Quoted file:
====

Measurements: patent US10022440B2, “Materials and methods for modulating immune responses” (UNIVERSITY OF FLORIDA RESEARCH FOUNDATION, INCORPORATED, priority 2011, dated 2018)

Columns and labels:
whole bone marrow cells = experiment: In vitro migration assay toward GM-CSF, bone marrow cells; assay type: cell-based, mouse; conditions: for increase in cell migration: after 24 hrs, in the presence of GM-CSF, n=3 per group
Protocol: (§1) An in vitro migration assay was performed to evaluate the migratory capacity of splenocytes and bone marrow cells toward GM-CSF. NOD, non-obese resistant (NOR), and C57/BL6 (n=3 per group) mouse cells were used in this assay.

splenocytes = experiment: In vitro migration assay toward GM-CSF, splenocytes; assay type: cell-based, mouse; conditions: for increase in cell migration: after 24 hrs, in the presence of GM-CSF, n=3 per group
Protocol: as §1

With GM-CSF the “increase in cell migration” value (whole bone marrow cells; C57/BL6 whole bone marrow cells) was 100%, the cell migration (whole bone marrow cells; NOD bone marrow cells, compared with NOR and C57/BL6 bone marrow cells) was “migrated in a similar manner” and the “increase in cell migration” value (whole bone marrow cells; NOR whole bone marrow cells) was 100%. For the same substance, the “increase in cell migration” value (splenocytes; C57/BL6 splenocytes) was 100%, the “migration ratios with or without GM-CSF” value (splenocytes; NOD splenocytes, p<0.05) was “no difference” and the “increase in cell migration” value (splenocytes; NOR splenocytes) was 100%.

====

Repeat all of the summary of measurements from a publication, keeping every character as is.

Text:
Measurements: patent US10022440B2, “Materials and methods for modulating immune responses” (UNIVERSITY OF FLORIDA RESEARCH FOUNDATION, INCORPORATED, priority 2011, dated 2018)

Columns and labels:
whole bone marrow cells = experiment: In vitro migration assay toward GM-CSF, bone marrow cells; assay type: cell-based, mouse; conditions: for increase in cell migration: after 24 hrs, in the presence of GM-CSF, n=3 per group
Protocol: (§1) An in vitro migration assay was performed to evaluate the migratory capacity of splenocytes and bone marrow cells toward GM-CSF. NOD, non-obese resistant (NOR), and C57/BL6 (n=3 per group) mouse cells were used in this assay.

splenocytes = experiment: In vitro migration assay toward GM-CSF, splenocytes; assay type: cell-based, mouse; conditions: for increase in cell migration: after 24 hrs, in the presence of GM-CSF, n=3 per group
Protocol: as §1

With GM-CSF the “increase in cell migration” value (whole bone marrow cells; C57/BL6 whole bone marrow cells) was 100%, the cell migration (whole bone marrow cells; NOD bone marrow cells, compared with NOR and C57/BL6 bone marrow cells) was “migrated in a similar manner” and the “increase in cell migration” value (whole bone marrow cells; NOR whole bone marrow cells) was 100%. For the same substance, the “increase in cell migration” value (splenocytes; C57/BL6 splenocytes) was 100%, the “migration ratios with or without GM-CSF” value (splenocytes; NOD splenocytes, p<0.05) was “no difference” and the “increase in cell migration” value (splenocytes; NOR splenocytes) was 100%.